This article originally appeared in the Feb. 2011 issue of INTERNET TELEPHONY Magazine.
As complicated as the networked world seems to be today there is actually a rather simple way to break it all down – the open systems interconnection model.
“The Open Systems (News - Alert) Interconnection model (OSI model) is a product of the Open Systems Interconnection effort at the International Organization for Standardization. It is a way of sub-dividing a communications system into smaller parts called layers. A layer is a collection of conceptually similar functions that provide services to the layer above it and receives services from the layer below it. On each layer an instance provides services to the instances at the layer above and requests service from the layer below.
For example, a layer that provides error-free communications across a network provides the path needed by applications above it, while it calls the next lower layer to send and receive packets that make up the contents of the path. Conceptually two instances at one layer are connected by a horizontal protocol connection on that layer.
Most network protocols used in the market today are based on TCP/IP stacks.”
Most people in the networked world are familiar with the OSI model, but typically those that are experts in one layer are not so well versed in the others. This is a result of the depth of each and the various functions, services and providers that must be comprehended. The good news is that the OSI model is a standard, and it is meant to allow for the hand-off from one layer to the next in a seamless fashion. So, basically, an expert in one particular layer need not be an expert in another for the entire system to reach optimal performance.
Although there may be slight differences between layers at the hand-off points, there are dramatic differences between fully separated layers such as the physical layer and the application layer. Usually network and IT people that are responsible for Ethernet and IP administration can perform functions in the local and wide area at layers 2 and 3. These people are typically not application or software engineers, but they can get an office network going to support those applications. Software developers may have an understanding of Ethernet and IP, but that is not necessarily their expertise as they focus more on programming languages in layer 7.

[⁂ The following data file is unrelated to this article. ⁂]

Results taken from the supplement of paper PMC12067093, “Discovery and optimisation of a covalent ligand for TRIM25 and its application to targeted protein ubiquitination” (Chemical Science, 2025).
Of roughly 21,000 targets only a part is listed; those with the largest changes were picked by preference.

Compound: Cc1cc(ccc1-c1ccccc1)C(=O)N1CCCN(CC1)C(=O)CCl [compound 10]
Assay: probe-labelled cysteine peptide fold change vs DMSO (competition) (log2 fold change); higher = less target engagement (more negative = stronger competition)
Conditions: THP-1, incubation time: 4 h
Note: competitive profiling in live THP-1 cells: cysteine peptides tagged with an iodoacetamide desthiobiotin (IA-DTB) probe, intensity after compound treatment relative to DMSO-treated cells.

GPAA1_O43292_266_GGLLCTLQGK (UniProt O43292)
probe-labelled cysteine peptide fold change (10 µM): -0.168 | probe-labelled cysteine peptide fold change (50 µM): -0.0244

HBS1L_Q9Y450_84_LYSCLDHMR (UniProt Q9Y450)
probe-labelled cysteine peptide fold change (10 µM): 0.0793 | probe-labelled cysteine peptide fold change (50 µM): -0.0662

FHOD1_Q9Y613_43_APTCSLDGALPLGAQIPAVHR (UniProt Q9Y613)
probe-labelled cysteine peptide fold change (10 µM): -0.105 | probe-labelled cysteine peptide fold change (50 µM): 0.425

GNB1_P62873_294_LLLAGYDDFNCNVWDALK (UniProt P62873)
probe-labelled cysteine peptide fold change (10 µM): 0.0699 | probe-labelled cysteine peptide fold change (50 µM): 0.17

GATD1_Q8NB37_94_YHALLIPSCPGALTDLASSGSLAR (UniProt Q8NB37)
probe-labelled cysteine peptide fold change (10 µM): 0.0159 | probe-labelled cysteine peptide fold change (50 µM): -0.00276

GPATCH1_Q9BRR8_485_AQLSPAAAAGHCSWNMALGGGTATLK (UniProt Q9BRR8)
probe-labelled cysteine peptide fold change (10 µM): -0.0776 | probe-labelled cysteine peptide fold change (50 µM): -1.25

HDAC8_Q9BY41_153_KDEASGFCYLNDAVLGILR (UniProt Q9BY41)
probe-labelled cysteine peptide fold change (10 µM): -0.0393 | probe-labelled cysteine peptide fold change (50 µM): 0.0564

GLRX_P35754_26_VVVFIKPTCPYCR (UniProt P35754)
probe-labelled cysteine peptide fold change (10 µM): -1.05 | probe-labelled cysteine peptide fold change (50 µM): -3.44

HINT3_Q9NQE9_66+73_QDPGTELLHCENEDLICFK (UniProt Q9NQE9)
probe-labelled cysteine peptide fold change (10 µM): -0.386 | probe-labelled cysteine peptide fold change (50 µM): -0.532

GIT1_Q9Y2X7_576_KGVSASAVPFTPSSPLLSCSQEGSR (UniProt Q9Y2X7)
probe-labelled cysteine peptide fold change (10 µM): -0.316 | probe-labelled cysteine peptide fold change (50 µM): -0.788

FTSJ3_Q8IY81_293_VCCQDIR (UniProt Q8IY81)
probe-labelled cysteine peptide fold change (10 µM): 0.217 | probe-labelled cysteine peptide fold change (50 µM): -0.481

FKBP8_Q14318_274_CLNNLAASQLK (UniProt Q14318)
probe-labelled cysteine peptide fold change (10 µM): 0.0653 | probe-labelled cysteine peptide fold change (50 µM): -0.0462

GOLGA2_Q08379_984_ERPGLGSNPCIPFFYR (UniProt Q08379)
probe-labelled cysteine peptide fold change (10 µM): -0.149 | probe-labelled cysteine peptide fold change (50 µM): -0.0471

Neither of these two groups of expertise posses subject matter expertise on building the physical links that make all that they know and do possible.
Infrastructure peering is, in essence, this layered model. It is the physical infrastructure that supports the OSI stacks in the same way that the physical human body supports the DNA within it. Of course, without the DNA, there is no purpose for the physical. The same can be said for physical objects of any kind and the laws of physics. They are intertwined, and their relationship is inherent.
Without acknowledging each and every law or layer, and having a basic understanding and appreciation of each and its respective role, a prudent network plan cannot be effectuated. The peering that is taking place, whether on a P2P level between people, or machines, or on a network to network IP peering level, actually happens physically at one or many points of infrastructure. When the lowest layer is overlooked, or forgotten, even the best laid network plans will go awry. (In the old days of dial-up, the World-Wide-Wait and America-On-Hold sums it up. Today it would be the impact of the iPhone (News - Alert) on the AT&T wireless network.)